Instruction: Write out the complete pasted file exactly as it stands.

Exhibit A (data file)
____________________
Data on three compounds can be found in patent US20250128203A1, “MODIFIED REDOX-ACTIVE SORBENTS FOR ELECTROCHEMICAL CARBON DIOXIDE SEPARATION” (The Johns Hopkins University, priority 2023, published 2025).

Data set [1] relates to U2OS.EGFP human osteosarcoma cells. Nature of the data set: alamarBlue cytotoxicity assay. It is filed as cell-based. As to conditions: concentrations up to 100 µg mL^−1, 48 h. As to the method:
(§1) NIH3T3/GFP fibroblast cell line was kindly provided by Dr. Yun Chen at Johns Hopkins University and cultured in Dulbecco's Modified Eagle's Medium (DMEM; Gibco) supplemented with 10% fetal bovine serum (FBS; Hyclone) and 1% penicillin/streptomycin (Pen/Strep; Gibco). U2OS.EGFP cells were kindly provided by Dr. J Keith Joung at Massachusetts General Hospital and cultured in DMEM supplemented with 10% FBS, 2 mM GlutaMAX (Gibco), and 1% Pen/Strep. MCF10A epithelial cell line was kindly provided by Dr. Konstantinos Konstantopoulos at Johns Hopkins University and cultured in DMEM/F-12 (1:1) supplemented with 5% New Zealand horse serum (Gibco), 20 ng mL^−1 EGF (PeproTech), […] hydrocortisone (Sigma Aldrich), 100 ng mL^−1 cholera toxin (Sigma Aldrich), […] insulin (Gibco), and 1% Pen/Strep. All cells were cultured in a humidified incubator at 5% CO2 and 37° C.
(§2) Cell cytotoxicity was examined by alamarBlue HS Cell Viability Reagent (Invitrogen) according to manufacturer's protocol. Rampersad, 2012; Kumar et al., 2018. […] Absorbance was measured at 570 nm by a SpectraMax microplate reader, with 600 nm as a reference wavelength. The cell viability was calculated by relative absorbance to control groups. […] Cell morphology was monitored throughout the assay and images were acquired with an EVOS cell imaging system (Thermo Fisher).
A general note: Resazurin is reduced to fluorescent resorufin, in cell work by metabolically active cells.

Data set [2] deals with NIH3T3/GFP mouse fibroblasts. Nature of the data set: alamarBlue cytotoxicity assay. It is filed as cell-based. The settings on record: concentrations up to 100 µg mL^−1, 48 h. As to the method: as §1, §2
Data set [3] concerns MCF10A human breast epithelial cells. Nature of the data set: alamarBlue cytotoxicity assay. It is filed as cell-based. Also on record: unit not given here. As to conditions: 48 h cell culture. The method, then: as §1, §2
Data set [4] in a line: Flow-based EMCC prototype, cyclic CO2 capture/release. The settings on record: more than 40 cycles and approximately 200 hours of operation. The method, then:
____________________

Data on three compounds can be found in patent US20250128203A1, “MODIFIED REDOX-ACTIVE SORBENTS FOR ELECTROCHEMICAL CARBON DIOXIDE SEPARATION” (The Johns Hopkins University, priority 2023, published 2025).

Data set [1] relates to U2OS.EGFP human osteosarcoma cells. Nature of the data set: alamarBlue cytotoxicity assay. It is filed as cell-based. As to conditions: concentrations up to 100 µg mL^−1, 48 h. As to the method:
(§1) NIH3T3/GFP fibroblast cell line was kindly provided by Dr. Yun Chen at Johns Hopkins University and cultured in Dulbecco's Modified Eagle's Medium (DMEM; Gibco) supplemented with 10% fetal bovine serum (FBS; Hyclone) and 1% penicillin/streptomycin (Pen/Strep; Gibco). U2OS.EGFP cells were kindly provided by Dr. J Keith Joung at Massachusetts General Hospital and cultured in DMEM supplemented with 10% FBS, 2 mM GlutaMAX (Gibco), and 1% Pen/Strep. MCF10A epithelial cell line was kindly provided by Dr. Konstantinos Konstantopoulos at Johns Hopkins University and cultured in DMEM/F-12 (1:1) supplemented with 5% New Zealand horse serum (Gibco), 20 ng mL^−1 EGF (PeproTech), […] hydrocortisone (Sigma Aldrich), 100 ng mL^−1 cholera toxin (Sigma Aldrich), […] insulin (Gibco), and 1% Pen/Strep. All cells were cultured in a humidified incubator at 5% CO2 and 37° C.
(§2) Cell cytotoxicity was examined by alamarBlue HS Cell Viability Reagent (Invitrogen) according to manufacturer's protocol. Rampersad, 2012; Kumar et al., 2018. […] Absorbance was measured at 570 nm by a SpectraMax microplate reader, with 600 nm as a reference wavelength. The cell viability was calculated by relative absorbance to control groups. […] Cell morphology was monitored throughout the assay and images were acquired with an EVOS cell imaging system (Thermo Fisher).
A general note: Resazurin is reduced to fluorescent resorufin, in cell work by metabolically active cells.

Data set [2] deals with NIH3T3/GFP mouse fibroblasts. Nature of the data set: alamarBlue cytotoxicity assay. It is filed as cell-based. The settings on record: concentrations up to 100 µg mL^−1, 48 h. As to the method: as §1, §2
Data set [3] concerns MCF10A human breast epithelial cells. Nature of the data set: alamarBlue cytotoxicity assay. It is filed as cell-based. Also on record: unit not given here. As to conditions: 48 h cell culture. The method, then: as §1, §2
Data set [4] in a line: Flow-based EMCC prototype, cyclic CO2 capture/release. The settings on record: more than 40 cycles and approximately 200 hours of operation. The method, then: